Oil futures traded little changed early Tuesday though a surge in COVID-19 cases in Europe and the U.S. remains a concern as it is seen limiting energy demand . Meanwhile, a pickup in output by Libya is adding to supply-related worries.
West Texas Intermediate crude for December delivery was up 2 cents at $41.08 a barrel, while the November WTI contract, which expires at Tuesday’s close, was up 5 cents, or 0.1%, at $40.88 a barrel on the New York Mercantile Exchange.
The global benchmark, December Brent crude was unchanged at $42.62 a barrel on ICE Futures Europe.
Several European countries have imposed new restrictions on business activity and travel as COVID-19 cases have risen in recent days. In the U.S., the seven-day moving average of new cases, which smooths out daily irregularities, rose to 56,007, its highest since Aug. 5, according to The Wall Street Journal.
Meanwhile, a virtual meeting of the OPEC+ alliance’s Joint Ministerial Monitoring Committee on Monday saw oil ministers underline calls to be proactive, but did little to change the trajectory of prices. OPEC+ members are scheduled to ease existing production curbs in January.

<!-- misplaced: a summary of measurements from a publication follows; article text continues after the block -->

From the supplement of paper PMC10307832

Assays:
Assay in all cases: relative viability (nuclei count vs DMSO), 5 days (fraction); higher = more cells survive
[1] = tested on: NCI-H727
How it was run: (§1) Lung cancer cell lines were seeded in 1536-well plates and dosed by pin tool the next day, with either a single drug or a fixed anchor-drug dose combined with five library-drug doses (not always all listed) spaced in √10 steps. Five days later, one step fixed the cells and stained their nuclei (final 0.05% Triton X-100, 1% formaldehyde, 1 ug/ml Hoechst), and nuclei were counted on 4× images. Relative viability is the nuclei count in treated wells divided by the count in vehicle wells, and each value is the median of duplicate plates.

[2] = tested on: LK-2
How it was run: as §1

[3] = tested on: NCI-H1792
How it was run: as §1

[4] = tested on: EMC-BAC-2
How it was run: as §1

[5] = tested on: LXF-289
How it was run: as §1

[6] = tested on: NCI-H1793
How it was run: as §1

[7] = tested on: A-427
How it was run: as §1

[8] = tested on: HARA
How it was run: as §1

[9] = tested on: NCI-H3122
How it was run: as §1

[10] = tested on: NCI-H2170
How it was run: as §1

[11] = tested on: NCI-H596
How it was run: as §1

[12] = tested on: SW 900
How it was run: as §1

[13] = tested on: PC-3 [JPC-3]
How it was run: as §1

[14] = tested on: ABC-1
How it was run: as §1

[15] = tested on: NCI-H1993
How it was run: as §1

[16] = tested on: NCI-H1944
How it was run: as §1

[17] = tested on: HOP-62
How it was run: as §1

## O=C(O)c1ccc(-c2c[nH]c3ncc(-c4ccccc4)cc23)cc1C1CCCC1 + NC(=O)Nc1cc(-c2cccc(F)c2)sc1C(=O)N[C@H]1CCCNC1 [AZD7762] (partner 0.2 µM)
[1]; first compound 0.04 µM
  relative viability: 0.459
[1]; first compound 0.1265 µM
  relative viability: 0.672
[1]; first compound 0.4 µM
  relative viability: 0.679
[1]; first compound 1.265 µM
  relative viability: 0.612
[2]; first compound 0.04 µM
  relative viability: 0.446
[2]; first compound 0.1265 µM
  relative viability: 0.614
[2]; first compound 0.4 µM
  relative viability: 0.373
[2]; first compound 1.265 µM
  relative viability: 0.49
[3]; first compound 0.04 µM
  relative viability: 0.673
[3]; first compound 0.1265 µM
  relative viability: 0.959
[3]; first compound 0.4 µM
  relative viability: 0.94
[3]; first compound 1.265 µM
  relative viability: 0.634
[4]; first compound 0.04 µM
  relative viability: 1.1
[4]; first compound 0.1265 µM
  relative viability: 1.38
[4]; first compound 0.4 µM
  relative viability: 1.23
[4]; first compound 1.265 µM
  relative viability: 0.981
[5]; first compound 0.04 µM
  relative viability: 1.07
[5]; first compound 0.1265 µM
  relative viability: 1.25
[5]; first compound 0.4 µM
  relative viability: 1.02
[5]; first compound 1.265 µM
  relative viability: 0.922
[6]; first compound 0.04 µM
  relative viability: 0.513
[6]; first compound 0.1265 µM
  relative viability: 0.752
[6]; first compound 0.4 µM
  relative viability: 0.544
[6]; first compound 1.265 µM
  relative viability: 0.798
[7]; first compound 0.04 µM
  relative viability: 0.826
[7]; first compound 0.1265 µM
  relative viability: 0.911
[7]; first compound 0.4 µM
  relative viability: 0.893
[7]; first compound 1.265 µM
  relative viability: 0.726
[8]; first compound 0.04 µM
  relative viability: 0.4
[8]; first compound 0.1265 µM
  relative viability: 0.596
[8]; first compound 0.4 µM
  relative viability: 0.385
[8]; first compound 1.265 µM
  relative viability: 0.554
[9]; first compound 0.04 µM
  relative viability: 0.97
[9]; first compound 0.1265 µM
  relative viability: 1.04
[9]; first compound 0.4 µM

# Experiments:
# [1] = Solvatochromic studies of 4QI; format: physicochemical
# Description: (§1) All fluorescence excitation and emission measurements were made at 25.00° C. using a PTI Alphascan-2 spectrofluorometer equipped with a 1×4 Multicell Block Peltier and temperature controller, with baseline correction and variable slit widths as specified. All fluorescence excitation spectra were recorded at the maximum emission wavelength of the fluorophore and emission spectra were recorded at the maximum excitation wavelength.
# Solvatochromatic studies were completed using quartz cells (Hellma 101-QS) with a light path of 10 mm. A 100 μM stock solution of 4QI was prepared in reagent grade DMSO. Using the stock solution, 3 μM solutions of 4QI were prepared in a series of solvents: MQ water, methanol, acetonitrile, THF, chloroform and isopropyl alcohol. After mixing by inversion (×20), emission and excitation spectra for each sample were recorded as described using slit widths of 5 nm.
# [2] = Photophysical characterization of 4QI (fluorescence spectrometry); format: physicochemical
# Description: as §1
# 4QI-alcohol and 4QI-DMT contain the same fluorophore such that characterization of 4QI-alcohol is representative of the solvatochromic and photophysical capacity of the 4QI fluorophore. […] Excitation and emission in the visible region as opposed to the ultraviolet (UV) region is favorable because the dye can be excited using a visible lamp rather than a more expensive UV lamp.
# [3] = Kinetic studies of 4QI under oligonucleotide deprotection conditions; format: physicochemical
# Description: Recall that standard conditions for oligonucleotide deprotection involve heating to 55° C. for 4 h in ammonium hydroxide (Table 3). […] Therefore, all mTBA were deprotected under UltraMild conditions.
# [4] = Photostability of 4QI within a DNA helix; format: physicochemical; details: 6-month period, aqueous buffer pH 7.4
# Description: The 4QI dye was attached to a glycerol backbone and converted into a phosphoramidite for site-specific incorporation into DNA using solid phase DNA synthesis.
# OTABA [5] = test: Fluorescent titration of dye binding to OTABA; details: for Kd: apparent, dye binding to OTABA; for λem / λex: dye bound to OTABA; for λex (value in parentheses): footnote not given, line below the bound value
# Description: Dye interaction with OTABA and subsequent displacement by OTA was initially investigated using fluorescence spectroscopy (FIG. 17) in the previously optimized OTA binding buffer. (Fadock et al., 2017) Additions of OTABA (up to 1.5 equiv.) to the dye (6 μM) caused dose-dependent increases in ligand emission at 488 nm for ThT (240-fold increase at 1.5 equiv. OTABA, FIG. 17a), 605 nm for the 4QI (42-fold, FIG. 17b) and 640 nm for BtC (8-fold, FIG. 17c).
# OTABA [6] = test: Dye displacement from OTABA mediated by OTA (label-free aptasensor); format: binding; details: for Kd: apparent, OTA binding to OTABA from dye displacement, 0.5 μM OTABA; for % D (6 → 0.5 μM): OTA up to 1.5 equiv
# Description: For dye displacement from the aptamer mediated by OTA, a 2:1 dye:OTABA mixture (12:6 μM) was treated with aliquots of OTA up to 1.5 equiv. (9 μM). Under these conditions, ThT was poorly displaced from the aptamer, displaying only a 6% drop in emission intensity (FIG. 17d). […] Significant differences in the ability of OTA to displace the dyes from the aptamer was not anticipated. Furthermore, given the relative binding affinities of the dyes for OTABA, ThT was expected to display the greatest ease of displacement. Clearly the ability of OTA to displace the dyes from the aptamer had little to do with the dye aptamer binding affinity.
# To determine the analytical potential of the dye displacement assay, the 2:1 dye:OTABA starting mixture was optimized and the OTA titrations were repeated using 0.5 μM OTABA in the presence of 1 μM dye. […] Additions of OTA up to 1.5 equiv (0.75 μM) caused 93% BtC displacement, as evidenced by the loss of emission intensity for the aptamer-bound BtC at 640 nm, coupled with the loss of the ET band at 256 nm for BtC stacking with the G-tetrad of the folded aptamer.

“With the committee urging members to remain ‘vigilant and proactive,’ statements from oil ministers suggested no decision on January’s planned output increase were made, with the focus instead remaining for now on enforcing the agreed upon compensatory cuts to ensure overall compliance with the existing deal,” wrote analysts at JBC Energy, a Vienna-based consulting firm, in a note.
“With Libyan supply ramping up, keeping a lid on overall OPEC supply is likely to continue to be a headache for the organization in the months ahead,” they said. “By the time of the next JMMC meeting, scheduled for mid-November, some tough decisions may need to be made. ”
Libya this month resumed operations at its largest oil field.